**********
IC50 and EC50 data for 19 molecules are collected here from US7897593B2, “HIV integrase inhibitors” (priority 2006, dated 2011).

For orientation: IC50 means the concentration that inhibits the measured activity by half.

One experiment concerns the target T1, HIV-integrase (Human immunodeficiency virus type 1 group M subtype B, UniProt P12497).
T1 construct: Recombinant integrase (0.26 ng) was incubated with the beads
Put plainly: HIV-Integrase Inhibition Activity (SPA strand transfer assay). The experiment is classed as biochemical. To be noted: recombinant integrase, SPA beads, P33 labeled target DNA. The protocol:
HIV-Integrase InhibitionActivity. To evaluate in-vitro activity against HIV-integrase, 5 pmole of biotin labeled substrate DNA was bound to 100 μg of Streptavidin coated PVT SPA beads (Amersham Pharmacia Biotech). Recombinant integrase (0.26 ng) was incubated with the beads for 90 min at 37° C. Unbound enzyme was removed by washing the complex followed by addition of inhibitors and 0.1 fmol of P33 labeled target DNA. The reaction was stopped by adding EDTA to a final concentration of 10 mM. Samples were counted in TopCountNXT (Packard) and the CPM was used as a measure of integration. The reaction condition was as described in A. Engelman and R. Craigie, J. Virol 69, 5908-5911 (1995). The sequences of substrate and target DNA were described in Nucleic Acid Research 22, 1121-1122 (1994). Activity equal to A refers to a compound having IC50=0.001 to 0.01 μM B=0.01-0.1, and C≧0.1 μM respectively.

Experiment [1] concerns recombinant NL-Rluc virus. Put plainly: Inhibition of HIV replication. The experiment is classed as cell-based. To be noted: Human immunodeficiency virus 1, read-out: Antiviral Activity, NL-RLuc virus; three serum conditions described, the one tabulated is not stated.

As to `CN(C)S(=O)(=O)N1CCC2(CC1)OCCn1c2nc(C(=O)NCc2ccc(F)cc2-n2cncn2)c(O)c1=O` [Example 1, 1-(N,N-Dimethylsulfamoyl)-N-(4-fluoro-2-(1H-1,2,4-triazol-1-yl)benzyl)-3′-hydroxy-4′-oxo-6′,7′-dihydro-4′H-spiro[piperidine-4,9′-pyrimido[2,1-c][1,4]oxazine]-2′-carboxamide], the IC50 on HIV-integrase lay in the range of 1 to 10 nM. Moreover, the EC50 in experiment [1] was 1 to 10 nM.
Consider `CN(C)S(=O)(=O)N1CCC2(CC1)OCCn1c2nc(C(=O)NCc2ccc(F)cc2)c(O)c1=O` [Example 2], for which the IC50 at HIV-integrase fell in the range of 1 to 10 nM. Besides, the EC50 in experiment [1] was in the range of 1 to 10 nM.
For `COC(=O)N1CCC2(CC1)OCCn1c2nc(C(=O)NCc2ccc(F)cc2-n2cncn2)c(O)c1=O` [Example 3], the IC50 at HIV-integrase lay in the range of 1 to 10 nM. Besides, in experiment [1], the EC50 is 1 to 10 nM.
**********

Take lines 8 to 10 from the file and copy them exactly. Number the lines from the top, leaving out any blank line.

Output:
As to `CN(C)S(=O)(=O)N1CCC2(CC1)OCCn1c2nc(C(=O)NCc2ccc(F)cc2-n2cncn2)c(O)c1=O` [Example 1, 1-(N,N-Dimethylsulfamoyl)-N-(4-fluoro-2-(1H-1,2,4-triazol-1-yl)benzyl)-3′-hydroxy-4′-oxo-6′,7′-dihydro-4′H-spiro[piperidine-4,9′-pyrimido[2,1-c][1,4]oxazine]-2′-carboxamide], the IC50 on HIV-integrase lay in the range of 1 to 10 nM. Moreover, the EC50 in experiment [1] was 1 to 10 nM.
Consider `CN(C)S(=O)(=O)N1CCC2(CC1)OCCn1c2nc(C(=O)NCc2ccc(F)cc2)c(O)c1=O` [Example 2], for which the IC50 at HIV-integrase fell in the range of 1 to 10 nM. Besides, the EC50 in experiment [1] was in the range of 1 to 10 nM.
For `COC(=O)N1CCC2(CC1)OCCn1c2nc(C(=O)NCc2ccc(F)cc2-n2cncn2)c(O)c1=O` [Example 3], the IC50 at HIV-integrase lay in the range of 1 to 10 nM. Besides, in experiment [1], the EC50 is 1 to 10 nM.